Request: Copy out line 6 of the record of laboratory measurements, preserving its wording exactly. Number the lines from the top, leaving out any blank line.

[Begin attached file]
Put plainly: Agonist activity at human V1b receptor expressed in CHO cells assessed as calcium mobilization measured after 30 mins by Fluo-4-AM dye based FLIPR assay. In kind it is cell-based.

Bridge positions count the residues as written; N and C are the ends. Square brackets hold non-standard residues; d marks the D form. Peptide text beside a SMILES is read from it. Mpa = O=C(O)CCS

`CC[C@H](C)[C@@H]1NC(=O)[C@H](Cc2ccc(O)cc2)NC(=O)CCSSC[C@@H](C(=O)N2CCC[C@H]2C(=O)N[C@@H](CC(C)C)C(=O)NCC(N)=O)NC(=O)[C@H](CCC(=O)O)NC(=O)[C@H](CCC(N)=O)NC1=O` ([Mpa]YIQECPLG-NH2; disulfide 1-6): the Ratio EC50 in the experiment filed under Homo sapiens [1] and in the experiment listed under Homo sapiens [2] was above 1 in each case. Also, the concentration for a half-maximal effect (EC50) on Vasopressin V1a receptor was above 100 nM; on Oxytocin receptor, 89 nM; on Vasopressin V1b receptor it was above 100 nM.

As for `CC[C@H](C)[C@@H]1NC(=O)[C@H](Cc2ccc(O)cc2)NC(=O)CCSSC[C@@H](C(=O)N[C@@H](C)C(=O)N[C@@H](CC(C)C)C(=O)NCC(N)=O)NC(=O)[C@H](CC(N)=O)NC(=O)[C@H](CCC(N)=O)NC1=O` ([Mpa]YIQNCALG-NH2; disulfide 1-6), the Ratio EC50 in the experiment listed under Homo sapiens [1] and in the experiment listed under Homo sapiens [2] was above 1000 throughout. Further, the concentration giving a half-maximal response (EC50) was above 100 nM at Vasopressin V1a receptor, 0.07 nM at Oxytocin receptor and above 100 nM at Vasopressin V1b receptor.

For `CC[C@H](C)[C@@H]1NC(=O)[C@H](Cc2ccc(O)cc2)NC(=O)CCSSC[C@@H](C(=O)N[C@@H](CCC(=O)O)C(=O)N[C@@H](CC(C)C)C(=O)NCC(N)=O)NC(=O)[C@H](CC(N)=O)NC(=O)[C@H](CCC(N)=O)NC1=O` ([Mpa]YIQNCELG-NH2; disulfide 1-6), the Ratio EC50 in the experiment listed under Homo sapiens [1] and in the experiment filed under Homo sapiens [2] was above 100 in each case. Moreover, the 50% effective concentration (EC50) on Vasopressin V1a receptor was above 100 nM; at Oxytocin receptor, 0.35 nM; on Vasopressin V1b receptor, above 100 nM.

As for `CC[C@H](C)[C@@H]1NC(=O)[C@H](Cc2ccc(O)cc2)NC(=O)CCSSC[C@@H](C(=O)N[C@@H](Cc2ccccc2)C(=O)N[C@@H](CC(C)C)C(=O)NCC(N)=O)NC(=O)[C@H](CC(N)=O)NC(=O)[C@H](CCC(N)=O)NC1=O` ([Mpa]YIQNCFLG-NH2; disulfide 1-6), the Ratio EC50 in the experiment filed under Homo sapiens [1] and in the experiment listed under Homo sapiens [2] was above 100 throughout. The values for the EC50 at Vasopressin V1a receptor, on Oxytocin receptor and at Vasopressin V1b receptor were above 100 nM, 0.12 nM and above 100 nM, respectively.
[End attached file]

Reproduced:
As for `CC[C@H](C)[C@@H]1NC(=O)[C@H](Cc2ccc(O)cc2)NC(=O)CCSSC[C@@H](C(=O)N[C@@H](Cc2ccccc2)C(=O)N[C@@H](CC(C)C)C(=O)NCC(N)=O)NC(=O)[C@H](CC(N)=O)NC(=O)[C@H](CCC(N)=O)NC1=O` ([Mpa]YIQNCFLG-NH2; disulfide 1-6), the Ratio EC50 in the experiment filed under Homo sapiens [1] and in the experiment listed under Homo sapiens [2] was above 100 throughout. The values for the EC50 at Vasopressin V1a receptor, on Oxytocin receptor and at Vasopressin V1b receptor were above 100 nM, 0.12 nM and above 100 nM, respectively.